Fall Prevention Strategies in the Home

Louish-Pixel---tripping

By Katherine Younes, DPT – Hampton Clinic

Did you know according to the National Institute on Aging Senior Health 6 out of every 10 falls happen at home?2 This means the one place where seniors feel safe can actually be hazardous to their health. Hampton Physical Therapy wants to share that whether your loved one lives in their own home or with you, there are some easy ways to prevent falls at home which are the leading cause of fatal and non-fatal injuries for older Americans.1

Here are 7 of the best ways to prevent falls at home and keep your loved one safe.

Remove all fall hazards in the home: Remove throw rugs, frayed carpets, small furniture like plant and magazine stands,and piles of clutter. 2 Move pet bowls to a corner. Tuck electrical and phone cords into cord organizers that keep them out of traffic paths. Make sure that wet boots and shoes can be removed before making the floors inside the house slippery.

Provide wide walkways in the home: Squeezing through tight spaces can cause a senior to lose balance and fall. Make sure that the traffic patterns in the home are wide and free of clutter. This is important whether or not your loved one relies on a cane or walker. Aging can reduce vision and depth perception and that is why a clear, wide path is essential.

Remove trip hazards: Tablecloths are pretty but if the corners drag on the floor it can become a trip hazard. Toys are especially dangerous, whether they are children’s toys or pet toys.

Make the bathroom safe: Use non-slip bath mats that are a contrasting color from the tub. 2 This will make it safe and easy to see. Place handrails beside the tub and toilet and purchase a raised toilet seat. All of these will help to improve your loved one’s balance in a potentially slippery environment.

Maximize lighting: All light fixtures inside and outside should have bulbs with the maximum wattage allowed. 2 Make sure that they are positioned to eliminate shadows. Make sure that lights near the bed are within easy reach to avoid falling out of bed. Use nightlights in the bedrooms, bathrooms and hallways. Place a flashlight next to the bed in case the power goes out. 2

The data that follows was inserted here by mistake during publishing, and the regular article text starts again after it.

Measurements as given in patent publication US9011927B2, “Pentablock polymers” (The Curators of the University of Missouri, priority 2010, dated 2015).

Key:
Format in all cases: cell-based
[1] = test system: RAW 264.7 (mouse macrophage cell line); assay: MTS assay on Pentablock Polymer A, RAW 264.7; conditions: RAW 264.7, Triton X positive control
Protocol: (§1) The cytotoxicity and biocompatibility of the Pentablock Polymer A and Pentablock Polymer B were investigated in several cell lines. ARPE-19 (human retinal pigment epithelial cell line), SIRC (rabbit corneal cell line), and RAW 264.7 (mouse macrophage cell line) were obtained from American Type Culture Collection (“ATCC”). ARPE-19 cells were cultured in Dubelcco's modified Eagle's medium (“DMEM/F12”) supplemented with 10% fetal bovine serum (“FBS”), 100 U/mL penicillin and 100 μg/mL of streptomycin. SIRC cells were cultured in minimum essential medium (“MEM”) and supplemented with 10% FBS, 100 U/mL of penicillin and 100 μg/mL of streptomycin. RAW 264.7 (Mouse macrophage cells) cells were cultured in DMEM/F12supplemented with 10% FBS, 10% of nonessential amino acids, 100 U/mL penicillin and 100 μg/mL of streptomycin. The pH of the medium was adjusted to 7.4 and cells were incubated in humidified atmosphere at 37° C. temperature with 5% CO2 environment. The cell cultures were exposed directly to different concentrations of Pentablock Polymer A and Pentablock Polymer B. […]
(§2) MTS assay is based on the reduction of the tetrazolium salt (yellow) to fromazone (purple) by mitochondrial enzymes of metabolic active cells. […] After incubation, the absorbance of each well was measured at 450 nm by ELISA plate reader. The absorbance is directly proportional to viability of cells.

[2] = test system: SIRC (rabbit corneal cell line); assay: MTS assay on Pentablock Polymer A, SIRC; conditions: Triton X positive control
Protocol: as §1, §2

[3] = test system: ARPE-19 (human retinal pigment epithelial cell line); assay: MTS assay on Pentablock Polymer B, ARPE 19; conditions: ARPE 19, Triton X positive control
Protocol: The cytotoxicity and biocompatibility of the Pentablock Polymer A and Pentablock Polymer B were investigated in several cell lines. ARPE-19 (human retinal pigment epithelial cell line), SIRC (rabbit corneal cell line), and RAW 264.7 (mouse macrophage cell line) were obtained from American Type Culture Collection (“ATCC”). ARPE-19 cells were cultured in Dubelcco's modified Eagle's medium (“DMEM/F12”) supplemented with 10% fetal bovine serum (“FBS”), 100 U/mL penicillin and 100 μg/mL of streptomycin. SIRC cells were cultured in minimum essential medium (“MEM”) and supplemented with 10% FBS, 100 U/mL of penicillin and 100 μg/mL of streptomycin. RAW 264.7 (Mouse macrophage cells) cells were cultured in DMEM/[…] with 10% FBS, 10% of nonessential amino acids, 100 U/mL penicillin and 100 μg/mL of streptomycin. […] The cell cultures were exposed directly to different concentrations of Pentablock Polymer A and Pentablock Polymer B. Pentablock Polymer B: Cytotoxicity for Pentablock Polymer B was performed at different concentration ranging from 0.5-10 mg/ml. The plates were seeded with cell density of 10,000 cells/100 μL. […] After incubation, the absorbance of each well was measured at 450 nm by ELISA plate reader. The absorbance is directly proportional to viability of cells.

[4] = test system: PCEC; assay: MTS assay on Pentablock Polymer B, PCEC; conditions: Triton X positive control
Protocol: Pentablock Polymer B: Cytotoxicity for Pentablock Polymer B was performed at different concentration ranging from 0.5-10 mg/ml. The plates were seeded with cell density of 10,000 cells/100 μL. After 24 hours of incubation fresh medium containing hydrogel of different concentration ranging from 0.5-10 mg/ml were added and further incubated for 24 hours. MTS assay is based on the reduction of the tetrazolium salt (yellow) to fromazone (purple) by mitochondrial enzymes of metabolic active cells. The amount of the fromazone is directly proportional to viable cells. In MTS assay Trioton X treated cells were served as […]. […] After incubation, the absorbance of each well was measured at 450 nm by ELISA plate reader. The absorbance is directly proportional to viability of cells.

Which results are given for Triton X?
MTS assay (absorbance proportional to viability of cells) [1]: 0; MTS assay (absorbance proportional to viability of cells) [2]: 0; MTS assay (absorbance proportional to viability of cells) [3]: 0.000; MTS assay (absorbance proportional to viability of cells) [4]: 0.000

Arrange the house for convenience and safety: Ask your loved one to show you where he or she sits to watch TV and the location of frequently used dishes, pots and pans. Ask where he or she likes to read. In this way you can see where trip and fall hazards might occur and adjust the location of things to make them safer. For example, a throw rug should not be at the front door. Your loved one should not have to reach to a high shelf to get glasses or dishes, they should be on a lower shelf that is within easy reach.

Prepare the outdoors for safety. The exterior of the house can be especially hazardous and create falls. Make sure that the walkways are even and don’t have cracked pavement or uneven bricks. In the winter make sure that ice and snow is completely removed and that sand or salt is generously spread on icy surfaces. Make sure that stairs are well lit, the edges are marked with contrasting tape and that they are painted with non-slip paint. If you have fallen and need assistance call 911 – then call us at Hampton Physical Therapy (603) 929-2880 and we’ll get you back to your everyday best! Www..HamptonPT.com

These thorough yet simple fixes can help to prevent falls at home and keep your loved one safe. Falls, with or without injury, are one of the reasons older adults limit their activity and how often they leave their home.1

If you have fallen and need assistance call 911 – then call us at Hampton Physical Therapy (603) 929-2880 and we’ll get you back to your everyday best! www..HamptonPT.com

Resources  

1 Falls Prevention Facts. NCOA. 2017. Available at: https://www.ncoa.org/news/resources-for-reporters/get-the-facts/falls-prevention-facts/. Accessed April 1, 2017.

2 NIHSeniorHealth: Falls and Older Adults – Fall Proofing Your Home. Nihseniorhealthgov. 2017. Available at: https://nihseniorhealth.gov/falls/homesafety/01.html. Accessed April 1, 2017

Photo by Louish Pixel – https://www.flickr.com/photos/louish/